Expectations for public and private companies to build sustainability and awareness of environmental, social, and governance (ESG) issues into their business has grown significantly in a year impacted by a global pandemic, racial justice, and economic weakness, as well as the ongoing effects and long-term impact of climate change.
Such ESG risks and opportunities and their impacts on long-term value creation are top of mind for investors and other stakeholders. They want to understand which issues are of greatest risk or strategic significance to the company, how they are embedded into the company’s core business activities, and whether there is strong executive leadership behind the ESG efforts as well as enterprise wide buy-in.
To that end, boards should encourage their management teams to reassess the scope and quality of the company’s sustainability and ESG reports and disclosures. How is the company benchmarking against peers? What reporting frameworks have been considered? Are risks explicitly stated and disclosure provided on how they are mitigated? Is the link to strategy clear?
How oversight for ESG strategy is handled at the board level is often a matter of preference. Many companies have separate committees dedicated to oversight of environment, health, and safety issues; others include ESG oversight within the governance committee. Yet, no matter where the issues sit at the board level, the intensity of data and information in sustainability reporting brings the audit committee’s expertise into play.
For boards and audit committees taking a deeper look at the company’s ESG reporting practices, here are some critical questions to consider:
Audit committees should take the time to understand stakeholders' priorities and the company’s material ESG issues, particularly, where those two topics overlap. Sometimes referred to as an ESG materiality assessment, this practice helps focus decisions on corporate initiatives as well as reporting strategies. Fundamentally, reporting should reflect both what the company is doing now and where it is going, with accompanying metrics and goals.
The data's importance to a company's ESG strategy, including financial materiality, should align with corresponding regulations and levels of risk associated with the data. This should determine the reporting method. Of course, ESG information included in a 10-K or proxy statement should be monitored with the same rigor as conventional financial data. Audit committees should be probing the risks that come with different approaches to sharing these metrics as stakeholder demands increase.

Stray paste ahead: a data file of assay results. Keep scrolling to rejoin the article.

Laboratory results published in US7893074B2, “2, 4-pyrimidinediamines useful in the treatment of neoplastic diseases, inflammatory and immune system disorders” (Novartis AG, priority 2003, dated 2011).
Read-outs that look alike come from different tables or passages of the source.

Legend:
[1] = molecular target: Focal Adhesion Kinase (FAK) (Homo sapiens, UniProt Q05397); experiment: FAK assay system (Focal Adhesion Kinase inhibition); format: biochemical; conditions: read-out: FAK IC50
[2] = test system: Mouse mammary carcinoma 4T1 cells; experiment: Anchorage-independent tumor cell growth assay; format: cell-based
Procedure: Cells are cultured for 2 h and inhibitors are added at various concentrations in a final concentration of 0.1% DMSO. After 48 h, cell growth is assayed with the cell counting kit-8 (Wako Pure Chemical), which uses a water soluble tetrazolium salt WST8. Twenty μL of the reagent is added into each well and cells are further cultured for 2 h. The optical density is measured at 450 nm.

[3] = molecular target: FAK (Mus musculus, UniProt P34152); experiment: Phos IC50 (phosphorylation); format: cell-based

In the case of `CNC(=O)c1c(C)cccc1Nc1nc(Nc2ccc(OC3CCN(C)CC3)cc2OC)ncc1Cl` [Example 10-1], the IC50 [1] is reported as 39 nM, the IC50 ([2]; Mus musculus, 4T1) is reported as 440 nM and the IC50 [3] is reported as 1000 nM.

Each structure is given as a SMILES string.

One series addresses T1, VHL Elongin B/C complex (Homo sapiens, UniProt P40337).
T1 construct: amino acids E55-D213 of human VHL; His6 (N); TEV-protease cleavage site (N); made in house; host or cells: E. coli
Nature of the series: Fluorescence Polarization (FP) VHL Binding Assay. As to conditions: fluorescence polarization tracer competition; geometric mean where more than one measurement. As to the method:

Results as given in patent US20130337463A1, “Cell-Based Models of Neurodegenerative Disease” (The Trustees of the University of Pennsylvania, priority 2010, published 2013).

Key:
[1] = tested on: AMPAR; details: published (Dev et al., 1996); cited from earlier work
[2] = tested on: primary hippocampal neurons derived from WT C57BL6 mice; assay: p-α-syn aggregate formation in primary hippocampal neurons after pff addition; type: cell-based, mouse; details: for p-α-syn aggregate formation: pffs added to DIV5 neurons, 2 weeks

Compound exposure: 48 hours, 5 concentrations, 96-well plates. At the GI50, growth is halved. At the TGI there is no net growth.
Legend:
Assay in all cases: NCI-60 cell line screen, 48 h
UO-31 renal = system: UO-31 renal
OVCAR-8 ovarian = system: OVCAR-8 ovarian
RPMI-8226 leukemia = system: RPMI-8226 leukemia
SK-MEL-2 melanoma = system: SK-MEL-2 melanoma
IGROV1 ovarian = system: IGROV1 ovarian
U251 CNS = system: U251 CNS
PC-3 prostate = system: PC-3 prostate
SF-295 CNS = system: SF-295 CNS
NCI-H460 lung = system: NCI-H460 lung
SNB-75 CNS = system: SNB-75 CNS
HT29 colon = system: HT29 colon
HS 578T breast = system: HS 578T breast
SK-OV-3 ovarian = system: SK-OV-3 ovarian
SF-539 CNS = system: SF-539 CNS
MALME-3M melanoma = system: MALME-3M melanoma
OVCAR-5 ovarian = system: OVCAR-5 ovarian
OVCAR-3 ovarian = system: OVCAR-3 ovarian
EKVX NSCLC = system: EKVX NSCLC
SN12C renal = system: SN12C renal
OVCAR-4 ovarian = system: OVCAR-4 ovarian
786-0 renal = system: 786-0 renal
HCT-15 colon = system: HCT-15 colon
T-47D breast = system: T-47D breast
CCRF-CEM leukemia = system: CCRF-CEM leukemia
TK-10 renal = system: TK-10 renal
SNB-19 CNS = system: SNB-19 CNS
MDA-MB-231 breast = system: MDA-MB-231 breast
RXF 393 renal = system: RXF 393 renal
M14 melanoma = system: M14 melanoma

Collecting data in a consistent method is important, especially for businesses with global operations and multiple product lines. In some cases, there is an established standard that is accepted by almost all investor groups. For example, the Greenhouse Gas Protocol is widely recognized as a way to report on emissions.
Still, tracking greenhouse gas emissions means companies need to have all those responsible for collecting data to gather it in the same way. Every level of the business should understand the metric, and how often if should be reported among other criteria. The audit committee line of inquiry should focus on understanding the procedures and controls in place.
There’s no single approach to ESG assurance. While it may be distinct for every industry and company, it’s critical for companies to begin to identify their priorities before pressure from customers, shareholders, and others push to accelerate the company’s timeline. Carbon, as described above, is a common and oft-recommended first place to start because standards are well-known.
Audit committees are best positioned to understand which metrics merit assurance. For example, labor in the supply chain could be a key area where a retail company's customers may want assurance. Or a consumer goods company's shareholders may want assurance on their claims of sustainable sourcing. Given its understanding of the rigor required to get the numbers right, the audit committee can help the company decide how far the journey goes, even potentially working toward assurance of a full sustainability report.
Audit committees should take steps to understand the business and competitive environment regarding ESG strategy and reporting. What are competitors measuring and reporting? Are there emerging regulatory requirements that a company should be aware of?
Understanding the current landscape and the company’s way forward, coupled with strategic investment in data collection and integrity, not only responds to stakeholder demands, but also may expand an organization’s perspective, exposing new risks to its business model along with opportunities for growth and transformation. This is the true significance of bringing standardization and rigor to ESG the measurement and reporting.
Developing a clear ESG strategy, along with a standardized reporting process can set a company apart from its competition, as investors, customers, and other stakeholders increase their scrutiny. Regardless of whether a company is still developing goals and policies, focusing on metrics and reporting, or working to push the limits—effectively addressing ESG strategy and reporting should be a long-term objective aligned with the company’s core business.
Maura Hodge leads ESG Assurance for KPMG US.